Keywords: Antisnake venom, echis carinatus, Russell's viper
|How to cite this article:|
Bawaskar HS, Bawaskar PH. Diagnosis of envenomation by Russell's and Echis carinatus viper: A clinical study at rural Maharashtra state of India. J Family Med Prim Care 2019;8:1386-90
|How to cite this URL:|
Bawaskar HS, Bawaskar PH. Diagnosis of envenomation by Russell's and Echis carinatus viper: A clinical study at rural Maharashtra state of India. J Family Med Prim Care [serial online] 2019 [cited 2020 Jan 23];8:1386-90. Available from: http://www.jfmpc.com/text.asp?2019/8/4/1386/257075
| Introduction|| |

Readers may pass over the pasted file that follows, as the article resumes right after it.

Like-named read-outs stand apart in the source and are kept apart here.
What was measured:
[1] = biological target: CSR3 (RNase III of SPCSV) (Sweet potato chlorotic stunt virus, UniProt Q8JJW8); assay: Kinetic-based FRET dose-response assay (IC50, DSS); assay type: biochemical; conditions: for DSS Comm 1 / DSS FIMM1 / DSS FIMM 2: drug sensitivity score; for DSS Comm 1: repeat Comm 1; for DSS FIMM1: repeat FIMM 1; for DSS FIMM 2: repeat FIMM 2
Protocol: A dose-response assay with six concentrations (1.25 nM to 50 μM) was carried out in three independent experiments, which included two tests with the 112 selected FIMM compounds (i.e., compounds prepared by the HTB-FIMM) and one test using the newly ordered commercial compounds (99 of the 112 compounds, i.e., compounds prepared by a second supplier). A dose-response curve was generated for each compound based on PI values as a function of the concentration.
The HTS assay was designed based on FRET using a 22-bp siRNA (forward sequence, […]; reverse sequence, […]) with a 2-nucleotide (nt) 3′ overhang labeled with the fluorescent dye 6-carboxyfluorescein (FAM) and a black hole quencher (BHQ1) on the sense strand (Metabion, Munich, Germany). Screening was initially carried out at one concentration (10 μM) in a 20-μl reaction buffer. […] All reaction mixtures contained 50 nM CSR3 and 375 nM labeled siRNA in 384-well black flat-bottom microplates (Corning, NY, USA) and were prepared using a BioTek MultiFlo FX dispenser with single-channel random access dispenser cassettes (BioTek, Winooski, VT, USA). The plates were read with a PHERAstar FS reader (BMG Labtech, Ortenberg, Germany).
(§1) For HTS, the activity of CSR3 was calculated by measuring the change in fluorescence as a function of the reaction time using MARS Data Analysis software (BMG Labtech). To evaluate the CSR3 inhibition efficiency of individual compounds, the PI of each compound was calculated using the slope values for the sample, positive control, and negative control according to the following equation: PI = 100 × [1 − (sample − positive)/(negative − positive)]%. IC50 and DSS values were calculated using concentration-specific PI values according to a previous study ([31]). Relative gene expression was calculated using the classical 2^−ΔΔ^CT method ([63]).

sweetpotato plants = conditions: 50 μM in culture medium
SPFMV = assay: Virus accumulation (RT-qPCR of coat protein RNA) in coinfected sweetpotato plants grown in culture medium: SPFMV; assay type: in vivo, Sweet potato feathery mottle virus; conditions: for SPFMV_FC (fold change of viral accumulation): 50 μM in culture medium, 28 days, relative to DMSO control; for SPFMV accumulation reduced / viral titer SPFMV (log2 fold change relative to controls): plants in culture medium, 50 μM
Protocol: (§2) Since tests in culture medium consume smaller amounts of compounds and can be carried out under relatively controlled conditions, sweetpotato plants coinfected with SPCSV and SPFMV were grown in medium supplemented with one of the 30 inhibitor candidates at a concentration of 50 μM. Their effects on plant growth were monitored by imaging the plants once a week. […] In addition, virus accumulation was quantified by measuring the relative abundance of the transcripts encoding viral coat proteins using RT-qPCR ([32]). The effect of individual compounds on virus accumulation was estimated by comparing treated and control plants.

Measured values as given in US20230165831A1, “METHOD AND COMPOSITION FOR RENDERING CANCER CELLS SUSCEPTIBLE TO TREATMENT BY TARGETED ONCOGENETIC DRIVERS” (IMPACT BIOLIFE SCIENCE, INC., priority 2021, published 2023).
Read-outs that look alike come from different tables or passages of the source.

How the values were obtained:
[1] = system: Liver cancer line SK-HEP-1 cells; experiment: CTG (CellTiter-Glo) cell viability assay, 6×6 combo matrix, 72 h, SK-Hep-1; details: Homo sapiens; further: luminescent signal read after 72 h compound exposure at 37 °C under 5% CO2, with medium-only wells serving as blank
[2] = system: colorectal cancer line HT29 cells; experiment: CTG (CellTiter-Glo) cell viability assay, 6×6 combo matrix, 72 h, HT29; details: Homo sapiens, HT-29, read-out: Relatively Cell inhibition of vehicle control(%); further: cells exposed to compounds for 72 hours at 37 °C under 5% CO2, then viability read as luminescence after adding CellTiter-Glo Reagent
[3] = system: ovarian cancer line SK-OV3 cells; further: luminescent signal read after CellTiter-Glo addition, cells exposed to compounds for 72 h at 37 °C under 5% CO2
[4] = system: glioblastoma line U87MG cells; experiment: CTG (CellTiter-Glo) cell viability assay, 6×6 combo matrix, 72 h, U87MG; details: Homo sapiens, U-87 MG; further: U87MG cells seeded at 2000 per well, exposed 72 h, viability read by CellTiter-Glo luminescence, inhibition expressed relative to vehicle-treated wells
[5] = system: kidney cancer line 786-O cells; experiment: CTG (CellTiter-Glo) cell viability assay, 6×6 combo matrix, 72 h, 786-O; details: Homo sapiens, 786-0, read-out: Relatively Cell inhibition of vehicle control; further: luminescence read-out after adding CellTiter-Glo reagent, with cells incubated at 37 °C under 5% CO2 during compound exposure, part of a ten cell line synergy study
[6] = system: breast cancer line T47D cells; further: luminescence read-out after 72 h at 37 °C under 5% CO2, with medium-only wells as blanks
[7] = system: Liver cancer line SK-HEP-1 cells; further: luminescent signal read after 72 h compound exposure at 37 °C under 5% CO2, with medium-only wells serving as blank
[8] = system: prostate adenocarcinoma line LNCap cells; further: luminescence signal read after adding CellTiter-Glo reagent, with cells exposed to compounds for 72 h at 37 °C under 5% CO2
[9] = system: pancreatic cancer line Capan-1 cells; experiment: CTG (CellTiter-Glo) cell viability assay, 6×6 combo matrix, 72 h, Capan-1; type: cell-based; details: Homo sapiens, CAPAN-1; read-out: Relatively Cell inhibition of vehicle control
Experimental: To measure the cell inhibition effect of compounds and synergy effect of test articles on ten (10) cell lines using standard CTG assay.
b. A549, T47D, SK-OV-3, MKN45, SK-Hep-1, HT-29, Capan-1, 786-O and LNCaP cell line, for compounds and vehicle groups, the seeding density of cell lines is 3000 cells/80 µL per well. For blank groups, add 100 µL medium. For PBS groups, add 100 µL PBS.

Envenoming by venomous snake evokes a acute time limiting life threatening medical emergency often faced by villagers in tropical and subtropical countries. High rainfall and humid climatic condition a pleasant environment for vipers snake (Echis carinatus and Russell's viper) to flourish., High incidence of envenoming by Echis carinatus reported from Jammu state. while envenoming by Russell's viper seen throughout south -East Asia. Maharashtra incidence of Russell viper bite is 70 per 100000 inhabitant with fatality 2.4 per 100000 per year. Because of poor transport facilities and blind faith of villagers, majority of victim initially report to the Tantrik this result in delay hospitalization contribute to high morbidity and fatality. Early administration of adequate antivenin arrest the progression of severe envenoming, minimum venom reach to renal tissue and help to reduce the morbidity and mortality., Echis carinatus and Russell's viper snake bite is 55% and 48% respectively reported from rural Maharashtra., Similar reports are from Jammu  and other part of south Asia.